As they have for more than a century and a half, the bells of the Abbey of Gethsemani rang bright and early. As they will throughout the week, they summoned me to Morning Prayer and Holy Mass with the Trappist monks and my quartet of friends. The sun won’t rise officially here for another half-hour, so only a faint light in the sky is visible out the large wall of windows as we sit down for our silent breakfast.
Here, in this holy place, silence isn’t merely golden. It is the very atmosphere, what we inhale all week. Breathe in silence; exhale prayer, meditation, contemplation. Silence is the oxygen for the soul that drew me.
When communication with spoken words pauses, the senses become more acute — seeing and hearing most noticeably, but I find the soul’s sensitivity intensifies as well. I started coming here some years ago to fine-tune that sensitivity. This year, I’m counting on that developing tenderness to actually produce some results. I want to explore some important things about myself. I need to discern something. I need to decide something, and I’m giving my soul five days to get it done.
My breakfast of oatmeal and fruit has been consumed. The scene outside the dining room’s windows looks brighter. The world here, in this monastery garden, is throwing back the covers and stretching to jump into another day. I step onto the patio. Silence lives here in a powerful way.
The earth is dark brown mud and the grass is a glistening bright green after last night’s steady rain. A yellow-and-black butterfly is hard at work. It sucks nectar from a purple flower, then a pink one and an orange one. The butterfly floats off, somewhere, then returns to dutifully pollinate some more. How it decides from which flower to slurp first and then second and then third — that’s a sensitivity I don’t understand.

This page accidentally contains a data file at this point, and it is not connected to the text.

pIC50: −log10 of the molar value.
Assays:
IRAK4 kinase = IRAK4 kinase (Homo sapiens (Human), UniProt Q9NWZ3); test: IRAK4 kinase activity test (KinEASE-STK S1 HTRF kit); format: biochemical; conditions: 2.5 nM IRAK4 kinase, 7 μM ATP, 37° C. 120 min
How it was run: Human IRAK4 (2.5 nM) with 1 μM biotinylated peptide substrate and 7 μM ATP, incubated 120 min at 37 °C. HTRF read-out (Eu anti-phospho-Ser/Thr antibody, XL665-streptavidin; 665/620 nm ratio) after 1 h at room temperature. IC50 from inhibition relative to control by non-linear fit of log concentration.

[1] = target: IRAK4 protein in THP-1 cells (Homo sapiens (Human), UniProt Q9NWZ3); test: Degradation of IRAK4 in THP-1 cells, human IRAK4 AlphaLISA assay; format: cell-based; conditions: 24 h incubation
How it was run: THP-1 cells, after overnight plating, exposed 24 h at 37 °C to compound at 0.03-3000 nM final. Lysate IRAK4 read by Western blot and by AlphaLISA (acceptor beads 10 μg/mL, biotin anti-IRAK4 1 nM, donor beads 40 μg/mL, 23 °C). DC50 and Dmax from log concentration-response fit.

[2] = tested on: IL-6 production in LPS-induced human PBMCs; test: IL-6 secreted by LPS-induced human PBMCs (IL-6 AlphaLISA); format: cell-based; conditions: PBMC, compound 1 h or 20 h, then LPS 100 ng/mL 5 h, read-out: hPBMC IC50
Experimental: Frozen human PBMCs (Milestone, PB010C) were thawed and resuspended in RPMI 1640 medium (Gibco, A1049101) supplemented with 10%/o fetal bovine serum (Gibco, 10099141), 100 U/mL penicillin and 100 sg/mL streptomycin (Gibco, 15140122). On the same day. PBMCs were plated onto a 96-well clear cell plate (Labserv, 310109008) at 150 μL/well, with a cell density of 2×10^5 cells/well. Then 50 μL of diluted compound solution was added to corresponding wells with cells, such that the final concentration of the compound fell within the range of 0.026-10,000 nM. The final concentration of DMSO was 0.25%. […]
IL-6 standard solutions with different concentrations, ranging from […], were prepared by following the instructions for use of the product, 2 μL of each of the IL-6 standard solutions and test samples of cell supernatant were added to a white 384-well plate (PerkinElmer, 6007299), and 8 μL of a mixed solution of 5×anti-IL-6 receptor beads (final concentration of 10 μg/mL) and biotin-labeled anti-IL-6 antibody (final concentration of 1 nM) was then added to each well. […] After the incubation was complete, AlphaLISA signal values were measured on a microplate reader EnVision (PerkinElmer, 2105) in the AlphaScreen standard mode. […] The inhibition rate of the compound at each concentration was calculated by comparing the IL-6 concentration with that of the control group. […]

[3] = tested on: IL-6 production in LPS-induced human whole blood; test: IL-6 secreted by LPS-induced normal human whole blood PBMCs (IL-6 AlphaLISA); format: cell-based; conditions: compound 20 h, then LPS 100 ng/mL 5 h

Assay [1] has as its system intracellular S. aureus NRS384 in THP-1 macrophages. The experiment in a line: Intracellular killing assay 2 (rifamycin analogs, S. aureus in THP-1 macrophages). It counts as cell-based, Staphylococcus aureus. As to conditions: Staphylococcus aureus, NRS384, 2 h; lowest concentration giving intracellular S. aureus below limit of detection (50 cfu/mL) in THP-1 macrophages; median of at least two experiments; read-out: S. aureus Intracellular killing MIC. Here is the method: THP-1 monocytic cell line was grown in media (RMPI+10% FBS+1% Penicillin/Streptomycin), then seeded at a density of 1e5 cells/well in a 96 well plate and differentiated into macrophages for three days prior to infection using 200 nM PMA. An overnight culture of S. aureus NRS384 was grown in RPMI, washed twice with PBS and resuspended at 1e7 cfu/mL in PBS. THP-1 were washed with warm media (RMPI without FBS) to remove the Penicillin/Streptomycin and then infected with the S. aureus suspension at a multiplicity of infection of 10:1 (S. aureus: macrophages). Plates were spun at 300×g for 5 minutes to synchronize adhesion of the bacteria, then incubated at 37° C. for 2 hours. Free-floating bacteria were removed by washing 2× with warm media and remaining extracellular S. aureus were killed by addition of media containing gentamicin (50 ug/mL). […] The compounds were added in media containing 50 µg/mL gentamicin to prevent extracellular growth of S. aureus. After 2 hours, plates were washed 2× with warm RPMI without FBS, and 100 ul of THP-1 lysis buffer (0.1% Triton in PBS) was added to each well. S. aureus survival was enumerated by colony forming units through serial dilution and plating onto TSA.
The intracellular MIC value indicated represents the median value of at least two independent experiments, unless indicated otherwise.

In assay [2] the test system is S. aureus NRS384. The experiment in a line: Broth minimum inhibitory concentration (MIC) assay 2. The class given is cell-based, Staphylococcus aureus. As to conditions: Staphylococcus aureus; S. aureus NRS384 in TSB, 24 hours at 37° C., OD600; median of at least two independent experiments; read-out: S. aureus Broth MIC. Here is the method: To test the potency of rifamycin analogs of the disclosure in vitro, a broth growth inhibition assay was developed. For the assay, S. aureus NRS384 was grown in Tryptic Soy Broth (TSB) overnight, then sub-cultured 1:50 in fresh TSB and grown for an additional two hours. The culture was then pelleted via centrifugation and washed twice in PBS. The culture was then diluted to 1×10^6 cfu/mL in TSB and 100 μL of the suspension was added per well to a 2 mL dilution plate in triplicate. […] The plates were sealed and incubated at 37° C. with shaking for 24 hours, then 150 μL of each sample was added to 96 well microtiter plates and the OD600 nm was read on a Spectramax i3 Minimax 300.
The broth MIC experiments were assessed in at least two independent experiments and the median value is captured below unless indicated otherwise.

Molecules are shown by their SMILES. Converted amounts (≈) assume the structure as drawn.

I walk to a metal chair overlooking the garden’s lower level and take a seat. Somewhere in a tree overhead, a bird chirps. If it had been a chair under a different tree in a different garden in a different place, I might be carrying on dialogue that would drown out the chirps. But in this place, bathing in silence, I listen. And I wonder.
As part of my hope for exploring, discerning and deciding, I have plans. The monks pray seven times daily; I want to join them each time, including 3:15 in the morning for Matins. I want to “unplug” completely — no texting, no Facebook, no emails. I want to pray, attend daily Mass, read, sit with God, write — retreat from the busy world outside but not take a vacation, so no extra sleeping. If I am to get any “escape,” let it be from my depression and anxiety.
On Tuesday, I nap more than two hours and spend a good bit of the afternoon online. On Wednesday, I endure a mild panic attack in the morning, take another long nap and delve into Facebook for a while. On Thursday, feeling somewhat defeated, I get another nap and trade some text messages. I fear the week is a loss, a waste. A few of my retreat friends invite me to join them praying the Stations of the Cross in that lower level of the garden, beginning a half-hour before Evening Prayer.
The Third Station: Jesus falls the first time. My Tuesday fall. Lord, have mercy on me, reads our prayer. The Seventh Station: Jesus falls the second time. My Wednesday fall. I beg you to have mercy on me. The Ninth Station: Jesus falls the third time. Help me, Lord. Tears are streaming down my cheeks. Someone had told me they would pray I find joy on my retreat. I have let them down, let myself down …
We reach the Fifteenth Station: Jesus is raised from the dead. I look down at the sculptured plaque depicting the risen Christ, in all His glory. Something deep in my heart stirs. Something deep in my soul dances.
And in the tree overhead, a bird sings.